Foreign investments mean that someone from abroad buys a company or part of a company in a country. This is normal, and most of the time unproblematic. In fact, a range of benefits may come from foreign investments, both for the company in question and for the country in which it is located.
Who, then, are buying companies in other countries? Normally, it is other, often multinational, companies that are privately owned. However, as of late, we see that some of these companies indirectly or directly also represent the interests of other states. A worry is therefore that foreign investments and the buying of companies can be used as a power-political instrument in the relations between states. This worry is partly a result of changing patterns of investments flows, where China, Russia and Gulf States have become more significant actors.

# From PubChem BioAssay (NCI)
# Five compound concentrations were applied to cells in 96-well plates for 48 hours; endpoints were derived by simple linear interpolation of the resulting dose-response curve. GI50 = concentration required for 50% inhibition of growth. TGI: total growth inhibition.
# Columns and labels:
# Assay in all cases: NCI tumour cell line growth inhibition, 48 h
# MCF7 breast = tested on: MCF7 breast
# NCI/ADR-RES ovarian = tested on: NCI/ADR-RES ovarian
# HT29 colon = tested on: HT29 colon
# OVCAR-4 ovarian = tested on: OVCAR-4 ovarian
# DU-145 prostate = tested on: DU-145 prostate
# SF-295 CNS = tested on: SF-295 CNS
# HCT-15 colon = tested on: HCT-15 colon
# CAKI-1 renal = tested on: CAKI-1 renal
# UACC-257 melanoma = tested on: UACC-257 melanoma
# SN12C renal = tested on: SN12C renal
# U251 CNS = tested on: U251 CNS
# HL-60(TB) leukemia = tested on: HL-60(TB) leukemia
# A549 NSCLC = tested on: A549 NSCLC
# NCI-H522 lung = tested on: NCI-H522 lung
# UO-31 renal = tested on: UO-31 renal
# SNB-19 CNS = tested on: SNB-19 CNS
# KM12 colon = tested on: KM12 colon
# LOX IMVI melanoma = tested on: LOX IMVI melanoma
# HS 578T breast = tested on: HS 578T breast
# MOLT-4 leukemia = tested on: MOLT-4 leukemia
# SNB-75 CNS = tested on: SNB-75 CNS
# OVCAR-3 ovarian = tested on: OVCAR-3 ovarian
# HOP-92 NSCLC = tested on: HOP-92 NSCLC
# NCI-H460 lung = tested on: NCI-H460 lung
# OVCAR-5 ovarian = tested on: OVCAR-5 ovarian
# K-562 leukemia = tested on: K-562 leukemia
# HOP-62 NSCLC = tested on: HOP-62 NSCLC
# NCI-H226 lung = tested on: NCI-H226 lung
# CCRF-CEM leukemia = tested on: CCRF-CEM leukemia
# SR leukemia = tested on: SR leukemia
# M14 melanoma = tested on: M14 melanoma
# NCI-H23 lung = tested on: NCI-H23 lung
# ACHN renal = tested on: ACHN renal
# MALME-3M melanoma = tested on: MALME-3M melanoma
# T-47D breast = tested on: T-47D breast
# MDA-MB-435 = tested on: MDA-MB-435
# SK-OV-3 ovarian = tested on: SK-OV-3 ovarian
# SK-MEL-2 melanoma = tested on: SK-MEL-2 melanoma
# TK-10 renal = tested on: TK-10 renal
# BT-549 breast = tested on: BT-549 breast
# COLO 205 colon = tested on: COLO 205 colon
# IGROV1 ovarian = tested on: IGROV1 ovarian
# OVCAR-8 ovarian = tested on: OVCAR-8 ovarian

Usually, investments from such countries are also unproblematic but in the worst-case scenario, such investments can be used by other states as a basis for espionage, or as a means to gain leverage and exert political pressure on other countries.
An increasingly important question is therefore how liberal open societies can reap the benefits of open economies, but also protect their legitimate security interests. Where and how should we draw the borders between what is acceptable and normal, and the few cases where foreign investments may be a risk to society? Should a country decide this alone, or do we need international cooperation concerning the rules for screening foreign investments? If we can stop some kinds of investments, is there a danger that this can be abused for other purposes beyond societal security?
Researchers at Nupi therefore work to better understand the relationship between the benefits of foreign investments and how to best protect legitimate national security concerns.